B Gravitational effect from relativistic mass

Summary
Does relativistic mass make a proportional gravitational effect on observer it flies by?
Does relativistic mass make a proportional gravitational effect on observer it flies by? Does 1 ton (resting 1 ton) of lead moving relatively observer at some speed close enough to C may appear as a micro black hole? What abort Hawkings radiation in this case? Does it mean that we may convert any mass to energy via Hawkings radiation simply by speeding up such mass fast enough? How relativistic mass contributes to total mass of observable universe? ~13.8+ billion light years away any proton must have ~infinite mass relatively Earth' observer; does it meant that universe has an infinite mass relatively Earth' observer?
 

Ibix

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Does relativistic mass make a proportional gravitational effect on observer it flies by? Does 1 ton (resting 1 ton) of lead moving relatively observer at some speed close enough to C may appear as a micro black hole?
No. Speed is relative. You are currently moving at 0.999999c relative to a high energy cosmic ray, so according to it you have a huge relativistic mass. Do you feel like a black hole?

How relativistic mass contributes to total mass of observable universe?
It doesn't. The concept doesn't translate simply to the case of curved spacetime, even if one persists in using it in special relativity.

This kind of misconception is one of the reasons that relativistic mass has been a deprecated concept for decades. Popsci sources have not caught on, sadly.
 
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Ibix

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...that said, with a lot of caveats, a mass moving relative to you does deflect your path more than a naive Newtonian calculation would suggest. The last time this came up, @pervect suggested:
I believe you get up to a factor of 2 "greater mass" from something approaching the speed of light. This is not relevant to your cosmological example.
 
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pervect

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Summary: Does relativistic mass make a proportional gravitational effect on observer it flies by?

Does relativistic mass make a proportional gravitational effect on observer it flies by?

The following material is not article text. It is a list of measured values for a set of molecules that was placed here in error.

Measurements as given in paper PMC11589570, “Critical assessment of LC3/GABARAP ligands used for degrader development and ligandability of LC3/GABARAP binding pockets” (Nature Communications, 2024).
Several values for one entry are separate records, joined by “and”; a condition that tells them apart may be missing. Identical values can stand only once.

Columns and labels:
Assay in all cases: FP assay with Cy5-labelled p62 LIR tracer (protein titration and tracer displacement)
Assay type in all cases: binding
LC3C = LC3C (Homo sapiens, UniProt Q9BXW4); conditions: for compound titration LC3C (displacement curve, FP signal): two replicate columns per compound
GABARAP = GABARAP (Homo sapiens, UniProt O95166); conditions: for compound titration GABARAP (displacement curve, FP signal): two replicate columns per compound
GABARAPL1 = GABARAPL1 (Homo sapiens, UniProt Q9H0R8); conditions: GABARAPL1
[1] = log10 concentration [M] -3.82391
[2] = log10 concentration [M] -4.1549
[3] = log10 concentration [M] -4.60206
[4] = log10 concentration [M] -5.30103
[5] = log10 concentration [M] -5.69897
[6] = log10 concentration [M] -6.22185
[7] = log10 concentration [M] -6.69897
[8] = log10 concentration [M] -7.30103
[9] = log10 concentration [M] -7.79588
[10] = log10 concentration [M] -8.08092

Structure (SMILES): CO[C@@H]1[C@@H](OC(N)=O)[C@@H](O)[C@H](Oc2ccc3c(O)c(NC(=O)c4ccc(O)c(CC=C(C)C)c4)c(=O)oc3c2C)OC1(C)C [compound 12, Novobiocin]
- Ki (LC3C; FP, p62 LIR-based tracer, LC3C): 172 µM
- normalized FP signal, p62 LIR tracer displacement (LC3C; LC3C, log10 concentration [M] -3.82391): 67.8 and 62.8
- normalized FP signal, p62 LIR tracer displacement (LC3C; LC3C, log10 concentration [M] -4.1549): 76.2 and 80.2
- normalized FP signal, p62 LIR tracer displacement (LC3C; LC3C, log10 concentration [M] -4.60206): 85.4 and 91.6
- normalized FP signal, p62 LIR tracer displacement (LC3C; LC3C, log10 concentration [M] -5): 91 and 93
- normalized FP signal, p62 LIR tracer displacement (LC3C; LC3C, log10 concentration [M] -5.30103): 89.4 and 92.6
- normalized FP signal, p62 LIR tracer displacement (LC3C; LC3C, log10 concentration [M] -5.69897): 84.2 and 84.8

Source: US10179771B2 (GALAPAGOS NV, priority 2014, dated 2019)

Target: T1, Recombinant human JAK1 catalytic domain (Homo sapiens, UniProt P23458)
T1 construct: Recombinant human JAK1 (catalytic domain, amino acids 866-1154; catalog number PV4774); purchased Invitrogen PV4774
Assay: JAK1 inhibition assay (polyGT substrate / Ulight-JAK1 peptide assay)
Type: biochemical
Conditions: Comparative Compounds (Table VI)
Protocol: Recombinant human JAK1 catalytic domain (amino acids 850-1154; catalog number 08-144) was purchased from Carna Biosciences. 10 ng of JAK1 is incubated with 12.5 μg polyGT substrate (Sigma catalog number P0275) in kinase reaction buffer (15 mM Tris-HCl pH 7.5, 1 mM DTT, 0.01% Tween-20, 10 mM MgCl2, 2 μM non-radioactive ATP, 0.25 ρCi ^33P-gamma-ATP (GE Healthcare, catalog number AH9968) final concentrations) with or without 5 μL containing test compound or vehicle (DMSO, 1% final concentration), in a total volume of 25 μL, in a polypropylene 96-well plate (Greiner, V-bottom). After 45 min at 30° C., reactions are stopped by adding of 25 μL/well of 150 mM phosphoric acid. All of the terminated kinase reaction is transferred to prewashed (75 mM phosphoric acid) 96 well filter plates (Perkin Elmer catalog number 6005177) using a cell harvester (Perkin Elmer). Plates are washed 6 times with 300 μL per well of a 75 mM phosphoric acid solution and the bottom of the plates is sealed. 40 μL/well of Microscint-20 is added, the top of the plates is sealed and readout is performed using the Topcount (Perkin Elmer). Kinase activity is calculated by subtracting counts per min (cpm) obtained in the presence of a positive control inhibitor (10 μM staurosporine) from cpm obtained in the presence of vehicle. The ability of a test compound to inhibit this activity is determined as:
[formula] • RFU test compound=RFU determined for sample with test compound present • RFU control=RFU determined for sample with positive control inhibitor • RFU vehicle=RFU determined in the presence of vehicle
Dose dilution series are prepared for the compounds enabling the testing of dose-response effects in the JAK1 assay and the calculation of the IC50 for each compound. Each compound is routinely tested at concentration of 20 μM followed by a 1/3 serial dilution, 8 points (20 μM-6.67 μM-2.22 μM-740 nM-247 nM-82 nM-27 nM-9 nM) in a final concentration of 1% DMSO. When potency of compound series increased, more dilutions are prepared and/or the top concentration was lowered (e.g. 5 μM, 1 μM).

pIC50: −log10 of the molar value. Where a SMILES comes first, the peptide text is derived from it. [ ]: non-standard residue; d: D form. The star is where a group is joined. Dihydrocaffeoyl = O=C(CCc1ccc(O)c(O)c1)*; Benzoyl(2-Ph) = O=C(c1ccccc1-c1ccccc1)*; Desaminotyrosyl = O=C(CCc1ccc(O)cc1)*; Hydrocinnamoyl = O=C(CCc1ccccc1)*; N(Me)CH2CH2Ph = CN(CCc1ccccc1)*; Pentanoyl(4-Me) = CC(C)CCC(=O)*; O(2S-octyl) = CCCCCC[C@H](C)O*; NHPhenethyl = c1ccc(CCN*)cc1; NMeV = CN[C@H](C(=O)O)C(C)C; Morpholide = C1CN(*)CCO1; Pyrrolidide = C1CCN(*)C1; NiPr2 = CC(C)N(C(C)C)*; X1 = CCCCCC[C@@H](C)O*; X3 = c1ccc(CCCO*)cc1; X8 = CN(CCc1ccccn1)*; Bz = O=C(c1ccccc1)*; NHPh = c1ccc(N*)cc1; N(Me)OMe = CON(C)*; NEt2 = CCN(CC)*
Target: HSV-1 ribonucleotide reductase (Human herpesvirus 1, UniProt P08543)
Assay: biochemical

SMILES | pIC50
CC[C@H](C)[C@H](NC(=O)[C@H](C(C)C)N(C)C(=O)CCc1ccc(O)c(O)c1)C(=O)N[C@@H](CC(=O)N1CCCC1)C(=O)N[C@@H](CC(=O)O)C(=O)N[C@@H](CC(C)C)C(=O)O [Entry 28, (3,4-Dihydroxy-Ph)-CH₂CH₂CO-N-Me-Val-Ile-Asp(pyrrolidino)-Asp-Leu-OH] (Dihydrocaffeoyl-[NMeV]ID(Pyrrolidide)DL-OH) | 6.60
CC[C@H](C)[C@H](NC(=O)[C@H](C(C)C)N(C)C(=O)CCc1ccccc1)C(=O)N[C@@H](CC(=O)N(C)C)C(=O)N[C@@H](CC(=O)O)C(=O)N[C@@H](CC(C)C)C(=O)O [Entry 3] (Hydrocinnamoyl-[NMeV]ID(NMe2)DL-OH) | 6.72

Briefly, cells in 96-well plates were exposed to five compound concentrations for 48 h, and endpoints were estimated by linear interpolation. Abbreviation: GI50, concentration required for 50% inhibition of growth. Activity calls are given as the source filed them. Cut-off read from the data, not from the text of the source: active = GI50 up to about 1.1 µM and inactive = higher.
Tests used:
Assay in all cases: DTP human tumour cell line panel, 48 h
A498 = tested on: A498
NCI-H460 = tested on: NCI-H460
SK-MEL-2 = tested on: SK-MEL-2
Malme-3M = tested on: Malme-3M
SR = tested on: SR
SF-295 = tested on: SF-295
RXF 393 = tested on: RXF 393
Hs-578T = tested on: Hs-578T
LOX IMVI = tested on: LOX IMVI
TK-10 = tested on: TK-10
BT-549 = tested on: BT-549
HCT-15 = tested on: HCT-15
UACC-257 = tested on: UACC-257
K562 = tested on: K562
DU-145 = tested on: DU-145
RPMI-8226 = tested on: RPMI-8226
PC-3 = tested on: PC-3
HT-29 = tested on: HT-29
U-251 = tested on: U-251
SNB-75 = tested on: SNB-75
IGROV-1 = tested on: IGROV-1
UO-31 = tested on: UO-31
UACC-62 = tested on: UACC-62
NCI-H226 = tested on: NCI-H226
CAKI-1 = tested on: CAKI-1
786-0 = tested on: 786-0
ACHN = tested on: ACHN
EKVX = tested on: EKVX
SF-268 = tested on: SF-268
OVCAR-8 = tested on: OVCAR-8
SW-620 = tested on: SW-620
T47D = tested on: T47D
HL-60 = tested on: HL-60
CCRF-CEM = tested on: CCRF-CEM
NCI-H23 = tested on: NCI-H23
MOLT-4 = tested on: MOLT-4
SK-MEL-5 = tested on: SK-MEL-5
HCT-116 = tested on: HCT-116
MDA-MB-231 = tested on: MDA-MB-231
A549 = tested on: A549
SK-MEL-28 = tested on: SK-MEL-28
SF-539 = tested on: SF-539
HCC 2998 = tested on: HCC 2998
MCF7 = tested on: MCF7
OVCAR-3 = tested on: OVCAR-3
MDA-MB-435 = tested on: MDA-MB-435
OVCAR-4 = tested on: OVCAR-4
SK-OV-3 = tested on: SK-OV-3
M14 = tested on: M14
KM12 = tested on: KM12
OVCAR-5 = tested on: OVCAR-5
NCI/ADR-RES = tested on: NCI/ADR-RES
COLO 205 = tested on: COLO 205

It winds up having more than a proportional effect, if one measures the effect by the velocity induced by the relativistic flyby. See for instance Olson, D.W.; Guarino, R. C. (1985). "Measuring the active gravitational mass of a moving object". In the ultra-relativistic case, the moving mass induces nearly twice as much veloicty change as a slower-moving object with the same energy . ( Energy a synonym for relativistic mass that I greatly prefer to use).

Does 1 ton (resting 1 ton) of lead moving relatively observer at some speed close enough to C may appear as a micro black hole?
No. Whether an object is a black hole or not is a different question than asking how much velocity a relativistic flyby induces in an observer. Being a black hole is a frame-independent property, so an object that is not a black hole in it's rest frame is not a black hole in any frame.

What abort Hawkings radiation in this case? Does it mean that we may convert any mass to energy via Hawkings radiation simply by speeding up such mass fast enough? How relativistic mass contributes to total mass of observable universe? ~13.8+ billion light years away any proton must have ~infinite mass relatively Earth' observer; does it meant that universe has an infinite mass relatively Earth' observer?
The accretion disk of a black hole radiates much of the energy of infalling matter away before the matter reaches the black hole, without any need for hawking radiation, which is a tiny quantum effect.

Basically, as dust falls into the black hole, it speeds up, and collisions between the dust particles heat them up, causing them to radiate energy away.

To do this to an object effectivel, one might have to break it up into pieces, first, so the pieces can hit each other.

The "mass of the observable universe" isn't really well defined. One could come up with a coordinate dependent figure by insisting that one use the standard cosmological coordinates, but one wouldn't get the same number in other coordinates.
 
..... without any need for hawking radiation, which is a tiny quantum effect.
"Tiny" for normal BH not for micro BH. The BH with 1-ton of resting mass would evaporate in seconds (if not microseconds), converting all its mass into energy with 100% of efficiency. Well, it would be a quite spectacular manifestation of "tiny" effect ;o)

Regarding to ultra fast non-zero-mass particles with speed above some C*0.99999999999.... threshold which may make such particles heavy enough to make a noticeable tide-effect on observer, long before that it becomes a femto/yocto-BH which evaporates. So, it implies that the energy/speed for non-zero-mass particles has an upper limit because of Hawking radiation. Pls correct me if I'm wrong...
 

PAllen

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Something moving ultrareletivistically relative to you does not appear like or become a BH. Full stop. Your whole premise is simply false.
 
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Something moving ultrareletivistically relative to you does not appear like or become a BH. Full stop. Your whole premise is simply false.
And with that, this thread is closed.
 

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